Friday, March 30, 2012
No, Seriously, Why Do Men Like Twilight?
Today was going to be erotica statistics day. But as I was reading through "Best Women's Erotica 2011" and collecting the statistics I became incredibly bored by most of the data I was collecting. And if I'm bored then I will write like I'm bored, and the product will be as boring to read as it was to write. So I won't waste my time with the boring stuff and instead I will write about only the data that interested me and how that interesting stuff relates to Twilight.
One of the most interesting patterns I saw was how often the pronoun "I" is used as the voice of the narrator. 15 out of 19 stories in this book are written in the first-person. I didn't think much of this until I was reading the entire book straight through and came across one that wasn't written in first-person. And that story stuck out because it read more like a story with sex in it and less like erotica.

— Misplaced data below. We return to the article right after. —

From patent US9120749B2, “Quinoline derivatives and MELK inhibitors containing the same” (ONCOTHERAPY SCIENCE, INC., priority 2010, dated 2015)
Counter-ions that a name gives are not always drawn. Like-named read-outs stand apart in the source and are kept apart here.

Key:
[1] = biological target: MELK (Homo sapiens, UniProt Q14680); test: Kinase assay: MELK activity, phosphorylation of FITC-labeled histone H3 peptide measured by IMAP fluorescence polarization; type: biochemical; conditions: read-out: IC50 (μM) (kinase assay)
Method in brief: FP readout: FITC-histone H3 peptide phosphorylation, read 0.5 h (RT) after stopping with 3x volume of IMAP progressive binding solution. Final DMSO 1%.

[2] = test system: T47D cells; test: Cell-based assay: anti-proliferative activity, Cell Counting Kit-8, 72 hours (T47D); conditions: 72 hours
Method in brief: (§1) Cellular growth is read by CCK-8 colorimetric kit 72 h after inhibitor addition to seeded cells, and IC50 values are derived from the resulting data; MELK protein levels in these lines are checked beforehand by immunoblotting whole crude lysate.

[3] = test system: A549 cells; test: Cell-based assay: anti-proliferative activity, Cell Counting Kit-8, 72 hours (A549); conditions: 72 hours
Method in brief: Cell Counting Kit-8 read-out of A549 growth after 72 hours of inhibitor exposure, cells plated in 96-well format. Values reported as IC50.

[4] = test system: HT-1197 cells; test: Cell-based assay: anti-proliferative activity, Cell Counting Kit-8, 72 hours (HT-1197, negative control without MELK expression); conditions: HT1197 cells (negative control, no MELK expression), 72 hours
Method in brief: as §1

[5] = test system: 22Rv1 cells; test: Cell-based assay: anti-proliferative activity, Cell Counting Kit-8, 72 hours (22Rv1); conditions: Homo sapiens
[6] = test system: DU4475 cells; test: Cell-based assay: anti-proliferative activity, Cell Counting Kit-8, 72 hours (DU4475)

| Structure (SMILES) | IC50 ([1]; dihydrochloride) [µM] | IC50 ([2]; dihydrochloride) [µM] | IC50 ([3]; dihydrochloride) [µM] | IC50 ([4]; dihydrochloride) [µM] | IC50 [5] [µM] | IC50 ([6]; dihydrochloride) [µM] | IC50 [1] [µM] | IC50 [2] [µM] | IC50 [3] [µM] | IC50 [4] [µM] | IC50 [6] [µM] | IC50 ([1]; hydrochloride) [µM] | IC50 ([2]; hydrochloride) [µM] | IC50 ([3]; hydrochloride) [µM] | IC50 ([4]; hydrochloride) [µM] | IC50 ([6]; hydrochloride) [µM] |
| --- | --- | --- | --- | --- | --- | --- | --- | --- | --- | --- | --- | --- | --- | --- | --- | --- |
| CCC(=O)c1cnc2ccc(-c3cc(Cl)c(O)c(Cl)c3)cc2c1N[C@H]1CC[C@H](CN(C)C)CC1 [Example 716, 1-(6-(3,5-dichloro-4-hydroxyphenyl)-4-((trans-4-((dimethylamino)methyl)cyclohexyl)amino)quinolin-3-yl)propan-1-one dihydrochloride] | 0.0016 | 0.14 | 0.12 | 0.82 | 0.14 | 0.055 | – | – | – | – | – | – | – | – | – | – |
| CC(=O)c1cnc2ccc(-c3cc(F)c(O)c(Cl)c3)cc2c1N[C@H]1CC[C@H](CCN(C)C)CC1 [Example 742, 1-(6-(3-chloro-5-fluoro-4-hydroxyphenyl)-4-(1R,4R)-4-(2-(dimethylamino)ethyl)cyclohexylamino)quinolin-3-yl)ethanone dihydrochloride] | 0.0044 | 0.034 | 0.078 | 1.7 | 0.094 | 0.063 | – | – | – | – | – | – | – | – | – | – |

When reading a book, I have often wondered exactly what goes on in my head. I'm not exactly reading the words "out loud" in my head, because once I start to think about it as reading "out loud" in my head I can feel myself reading differently. But even so, there is definitely some sort of voice in my head as I'm reading. So when reading a novel that takes place in the first-person, it is almost as though the strange voice in my head is talking about itself.
This "I" voice makes sense in the context of erotica. The nature of erotica is to throw oneself into the story as fully as possible. So when reading erotica in one's head, the style of the writing forces the reader to imagine that its happening to him or her simply because the "voice" in your head says that it is.
Twilight is written in the first-person. This was something that I had never really noticed until my attention was drawn to it. But because of this first-person narrator, the voice in your head reads the story about "I" in the same way that it reads erotica about "I." This "I" voice in your head forces the reader to imagine that the "I" in the story is referring to that reader.